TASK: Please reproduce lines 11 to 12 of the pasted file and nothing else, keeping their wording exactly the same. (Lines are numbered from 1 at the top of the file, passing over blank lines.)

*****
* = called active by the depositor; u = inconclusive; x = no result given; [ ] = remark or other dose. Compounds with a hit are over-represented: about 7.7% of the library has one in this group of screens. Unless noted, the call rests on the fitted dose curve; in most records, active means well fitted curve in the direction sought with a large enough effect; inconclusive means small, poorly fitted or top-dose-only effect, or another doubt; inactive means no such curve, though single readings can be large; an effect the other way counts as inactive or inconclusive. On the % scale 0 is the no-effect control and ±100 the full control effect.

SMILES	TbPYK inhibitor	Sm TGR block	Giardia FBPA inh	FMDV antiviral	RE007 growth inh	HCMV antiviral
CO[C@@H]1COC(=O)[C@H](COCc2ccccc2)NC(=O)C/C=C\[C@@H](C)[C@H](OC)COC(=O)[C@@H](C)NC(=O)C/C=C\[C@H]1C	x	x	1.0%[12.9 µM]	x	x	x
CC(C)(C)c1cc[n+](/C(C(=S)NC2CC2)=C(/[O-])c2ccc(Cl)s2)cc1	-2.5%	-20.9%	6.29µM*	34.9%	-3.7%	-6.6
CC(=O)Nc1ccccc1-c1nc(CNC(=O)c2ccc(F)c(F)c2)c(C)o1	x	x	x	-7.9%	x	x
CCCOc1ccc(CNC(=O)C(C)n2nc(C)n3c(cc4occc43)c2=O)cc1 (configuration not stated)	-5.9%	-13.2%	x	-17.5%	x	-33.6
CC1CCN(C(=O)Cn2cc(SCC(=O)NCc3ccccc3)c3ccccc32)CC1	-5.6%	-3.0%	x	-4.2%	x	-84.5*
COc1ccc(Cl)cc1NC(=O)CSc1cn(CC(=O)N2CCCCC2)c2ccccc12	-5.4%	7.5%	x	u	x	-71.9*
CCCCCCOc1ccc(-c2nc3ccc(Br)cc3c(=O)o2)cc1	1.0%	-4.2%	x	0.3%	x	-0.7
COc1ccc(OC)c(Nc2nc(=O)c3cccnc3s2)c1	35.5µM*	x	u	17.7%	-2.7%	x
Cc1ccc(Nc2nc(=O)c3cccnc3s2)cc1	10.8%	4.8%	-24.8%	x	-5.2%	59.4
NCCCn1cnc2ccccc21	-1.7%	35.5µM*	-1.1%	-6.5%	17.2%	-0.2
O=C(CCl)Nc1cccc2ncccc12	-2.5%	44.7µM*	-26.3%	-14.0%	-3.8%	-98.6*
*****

Cc1ccc(Nc2nc(=O)c3cccnc3s2)cc1	10.8%	4.8%	-24.8%	x	-5.2%	59.4
NCCCn1cnc2ccccc21	-1.7%	35.5µM*	-1.1%	-6.5%	17.2%	-0.2